I wanted to build a new high end gaming PC to replace my aging build from 2010. I undershot a bit last time and wanted to rectify that this time, with a top notch CPU and high end GPU, and room to grow to two GPUs in SLI down the road when I finally see a 1440p/4K gaming monitor worth buying (XB270HU anyone?) I also wanted something that would run cool and quiet when not under heavy load. The first clue that I overbuilt came when I fired up a few games to test, cranked the settings to maximum, and found that even after 10 minutes or so the GPU wasn't bothering to run its fans. Clearly it felt insulted by 1080p Skyrim, even at max settings. :-) I plan to pick up some newer generation games soon though (super excited to finally get to the Metro series and Witcher 3), as well as a 1440p or 4k monitor....
Happy building, and thank you very much [TBG] for the advice! I'm extremely happy with this machine, and really appreciated your feedback along the way!
Built: April 2015
Alex sent along some great pictures of his extreme gaming PC - this is a seriously top-notch rig, based off of our totally-insane $3,500 Ultimate Gaming PC Build, as of March 2015, along with some choice component swaps from our $2,500 Build and $2,000 Build to keep the price from reaching the stratosphere. If Alex wanted to guarantee that he'd be future-proof for years to come, it's pretty clear that he succeeded!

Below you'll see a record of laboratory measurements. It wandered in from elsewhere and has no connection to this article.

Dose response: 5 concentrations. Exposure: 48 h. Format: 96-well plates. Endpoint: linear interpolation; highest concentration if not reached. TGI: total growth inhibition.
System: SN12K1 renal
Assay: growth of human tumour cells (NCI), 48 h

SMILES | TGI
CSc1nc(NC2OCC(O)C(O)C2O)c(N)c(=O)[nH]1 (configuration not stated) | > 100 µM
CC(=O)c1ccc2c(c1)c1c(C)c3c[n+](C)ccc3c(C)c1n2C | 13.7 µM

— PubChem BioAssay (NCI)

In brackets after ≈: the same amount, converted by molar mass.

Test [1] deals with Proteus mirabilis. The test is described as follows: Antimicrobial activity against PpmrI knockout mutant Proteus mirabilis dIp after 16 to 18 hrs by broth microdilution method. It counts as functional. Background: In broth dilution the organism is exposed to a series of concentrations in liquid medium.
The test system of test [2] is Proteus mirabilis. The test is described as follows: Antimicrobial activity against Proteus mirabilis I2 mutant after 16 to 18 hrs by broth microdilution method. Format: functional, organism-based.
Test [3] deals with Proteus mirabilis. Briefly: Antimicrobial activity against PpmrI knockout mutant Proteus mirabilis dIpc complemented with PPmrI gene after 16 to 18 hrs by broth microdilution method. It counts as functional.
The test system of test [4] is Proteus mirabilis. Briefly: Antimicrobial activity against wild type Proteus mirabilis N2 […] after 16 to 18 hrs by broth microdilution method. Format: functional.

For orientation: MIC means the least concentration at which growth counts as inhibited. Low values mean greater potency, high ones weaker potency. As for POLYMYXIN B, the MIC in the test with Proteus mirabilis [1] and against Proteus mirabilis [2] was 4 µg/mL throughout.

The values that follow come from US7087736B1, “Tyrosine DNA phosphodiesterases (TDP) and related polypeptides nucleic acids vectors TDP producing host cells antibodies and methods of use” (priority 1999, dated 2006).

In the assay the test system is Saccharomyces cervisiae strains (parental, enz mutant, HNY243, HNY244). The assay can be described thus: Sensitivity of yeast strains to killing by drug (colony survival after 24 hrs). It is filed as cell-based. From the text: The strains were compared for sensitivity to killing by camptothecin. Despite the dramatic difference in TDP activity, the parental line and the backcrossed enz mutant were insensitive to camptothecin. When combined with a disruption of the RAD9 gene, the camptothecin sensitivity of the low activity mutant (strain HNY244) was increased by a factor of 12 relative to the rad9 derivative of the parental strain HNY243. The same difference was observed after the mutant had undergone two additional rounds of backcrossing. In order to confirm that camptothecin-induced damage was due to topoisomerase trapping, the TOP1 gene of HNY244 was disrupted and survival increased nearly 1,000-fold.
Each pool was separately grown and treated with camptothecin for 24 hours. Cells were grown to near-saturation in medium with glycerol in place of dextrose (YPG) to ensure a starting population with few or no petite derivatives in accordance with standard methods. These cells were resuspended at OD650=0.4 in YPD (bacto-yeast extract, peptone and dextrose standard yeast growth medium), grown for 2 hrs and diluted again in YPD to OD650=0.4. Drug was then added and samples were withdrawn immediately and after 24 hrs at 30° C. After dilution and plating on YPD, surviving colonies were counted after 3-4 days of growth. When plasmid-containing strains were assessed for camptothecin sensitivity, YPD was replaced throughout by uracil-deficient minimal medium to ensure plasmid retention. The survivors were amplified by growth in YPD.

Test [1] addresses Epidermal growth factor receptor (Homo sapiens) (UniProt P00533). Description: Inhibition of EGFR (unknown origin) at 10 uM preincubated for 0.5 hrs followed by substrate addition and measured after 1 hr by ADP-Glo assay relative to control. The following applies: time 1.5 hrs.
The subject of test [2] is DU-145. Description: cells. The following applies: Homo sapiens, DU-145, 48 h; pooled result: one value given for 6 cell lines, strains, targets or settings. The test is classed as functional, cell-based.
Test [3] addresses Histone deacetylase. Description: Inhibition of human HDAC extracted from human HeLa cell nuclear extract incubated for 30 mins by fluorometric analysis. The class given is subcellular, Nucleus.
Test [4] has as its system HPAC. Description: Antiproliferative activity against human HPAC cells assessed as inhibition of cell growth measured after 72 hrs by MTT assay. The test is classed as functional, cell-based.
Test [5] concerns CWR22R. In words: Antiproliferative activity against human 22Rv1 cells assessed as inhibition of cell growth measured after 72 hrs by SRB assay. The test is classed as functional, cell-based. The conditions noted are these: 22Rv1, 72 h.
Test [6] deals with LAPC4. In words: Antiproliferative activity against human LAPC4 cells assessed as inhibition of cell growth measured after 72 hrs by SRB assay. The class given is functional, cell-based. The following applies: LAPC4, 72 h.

First off, we have the obligatory box shot. When you're picking up components like these, even the boxes look good!
- CPU: Intel Core i7-5930K Haswell-E 6-Core 3.5GHz LGA 2011-v3 140W Desktop Processor BX80648I75930K
- Motherboard: ASUS ATX DDR4 3000 (O.C.) Motherboard X99-DELUXE
- Memory: Kingston HyperX Predator 16GB Kit (4x4GB) 3000MHz DDR4 Non-ECC CL15 XMP DIMM Desktop Memory (HX430C15PB2K4/16)
- SSD: Samsung 850 EVO 1TB 2.5-Inch SATA III Internal SSD (MZ-75E1T0B/AM)
- Hard Drive: None (using hard drive trays for existing NAS drives)
- Video Card: MSI Graphics Cards GTX 980 GAMING 4G (plan to upgrade to dual-SLI at some point)
- Case: Corsair Obsidian Series 750D Performance Full Tower Case CC-9011035-WW
- Power Supply: EVGA SuperNOVA 1300G2 ATX12V/EPS12V 1300W 80Plus Gold Power Supply 120-G2-1300-XR
- Operating System: Windows 7 64-bit and Debian Linux